“Please stay on the line, and a team member will be there to assist you. Your call is very important to us.”
“No it’s not,” you say out loud to the invisible torturers on the other end of the line. Most likely, you’ve added some colorful language that you wouldn’t use if you were on your grandmother’s landline.
As your phone screen shows the minutes accumulating on the elapsed time of your call, you begin to sweat and wonder what a true mental breakdown feels like.
Customer service is usually an oxymoron. In the pandemic/post-pandemic world we live in where opportunities are many and workers are few, it’s almost become non-existent.
And don’t get me started on the automatic chat features in the customer service portals of websites. You know the ones: where you type in your issue, only to receive three possible solutions that have literally nothing to do with your problem.
For the most part, customer service is dog water.
When we talk about comparing two of the biggest crypto marketplaces, we can easily dissect fees, user experience, and features.
But what happens when you need help with your transactions? What happens when you get locked out of your account? What’s it like when you see something you don’t quite understand?
In those cases, the only thing that matters is customer service. So let’s take a look at Coinbase and Binance and see how important our calls of distress really are to those companies..
If You Need Me, Call Me (Unless You’re With Binance)
I realize I break some stereotypes. I’m a millennial. But when I have problems with online banking, I tend to want to talk to someone on the phone.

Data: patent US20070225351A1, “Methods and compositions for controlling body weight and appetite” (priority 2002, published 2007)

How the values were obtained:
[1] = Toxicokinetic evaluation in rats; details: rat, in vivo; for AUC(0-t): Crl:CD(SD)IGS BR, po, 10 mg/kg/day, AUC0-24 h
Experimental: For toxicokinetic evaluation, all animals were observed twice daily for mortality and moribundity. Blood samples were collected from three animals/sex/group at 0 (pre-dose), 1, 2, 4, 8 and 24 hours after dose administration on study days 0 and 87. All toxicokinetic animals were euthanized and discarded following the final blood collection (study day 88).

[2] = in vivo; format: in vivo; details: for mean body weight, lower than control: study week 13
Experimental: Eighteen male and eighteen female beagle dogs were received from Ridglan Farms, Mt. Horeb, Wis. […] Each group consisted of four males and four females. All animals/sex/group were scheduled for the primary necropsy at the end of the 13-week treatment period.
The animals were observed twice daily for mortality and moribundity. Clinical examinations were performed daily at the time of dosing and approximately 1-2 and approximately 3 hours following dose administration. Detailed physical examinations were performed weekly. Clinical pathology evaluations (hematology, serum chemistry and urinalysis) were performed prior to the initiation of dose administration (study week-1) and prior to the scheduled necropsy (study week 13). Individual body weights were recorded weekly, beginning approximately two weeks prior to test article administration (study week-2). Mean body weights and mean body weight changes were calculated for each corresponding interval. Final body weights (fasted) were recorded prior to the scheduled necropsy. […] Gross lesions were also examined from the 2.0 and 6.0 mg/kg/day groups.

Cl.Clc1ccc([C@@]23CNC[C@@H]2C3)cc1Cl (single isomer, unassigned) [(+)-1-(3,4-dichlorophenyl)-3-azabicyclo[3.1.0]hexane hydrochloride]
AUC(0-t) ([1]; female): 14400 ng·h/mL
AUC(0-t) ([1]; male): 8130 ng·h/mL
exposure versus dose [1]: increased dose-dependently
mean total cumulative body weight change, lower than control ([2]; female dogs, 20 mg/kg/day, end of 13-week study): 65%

I know, right? I also remember the wheel being invented. It was a crazy time.
If you Google “Coinbase Customer Service,” the screen populates with a physical number to call.
I really liked that.
It might not move your needle, but I like the security of ten digits when something wonky happens to my wallet.
By the way, it’s 1 (888) 908-7930 (for the rest of my fellow cavemen and cavewomen).
Binance, on the other hand, doesn’t seem to provide a customer service number. But Binance does offer a support chat feature.
Now remember, just because Coinbase maintains a number doesn’t mean it’ll offer a quick resolution. Sometimes online chat features annihilate the phone.
I’m New Here. Where Do I Go?
Here’s something else for you to consider: Coinbase appeals more to beginners. The interface aims at user-friendliness and appears to knock its effort out of the park.
Thinking along those lines, better user-friendliness most likely means fewer customer service needs.
For instance, I know my way around a Wal-Mart pretty well because everything makes sense in Wal-Mart’s layout. But put me in a Whole Foods, and I need a map, flashing signs, and maybe even a priest. I find the layout rather difficult.
Your Whole Foods experience may vary–and no judgment here if that’s the case.
But this may be something to consider as you compare Binance with Coinbase.
While We’re Keeping Score…
Since we’re only comparing customer service experiences, we have to factor in Binance’s overall customer satisfaction score.
And that’s what we’re here to talk about, right?
Binance comes in with an “average” customer service experience rating while Coinbase takes the cake with an “excellent” one. These ratings come directly from user experiences, not editorial opinions.
Who You Gonna Call? (Hopefully You Don’t Have To Call Anyone)
So there you have it. Knowing where to go when things go wrong is a big deal. Everything is perfect until it isn’t.
And with crypto transactions, security and stability seem to be the premium true currency. So keep diving in, but when things get a little over your head, remember where the life preservers are.
And if you’re feeling lucky, take a look at my pre-hack article on Axie Infinity and play-to-earn crypto. Check out how they were recently hacked, as well.
And lastly, if all this customer service stuff makes you feel a little uptight, loosen up with my article about booze in the metaverse.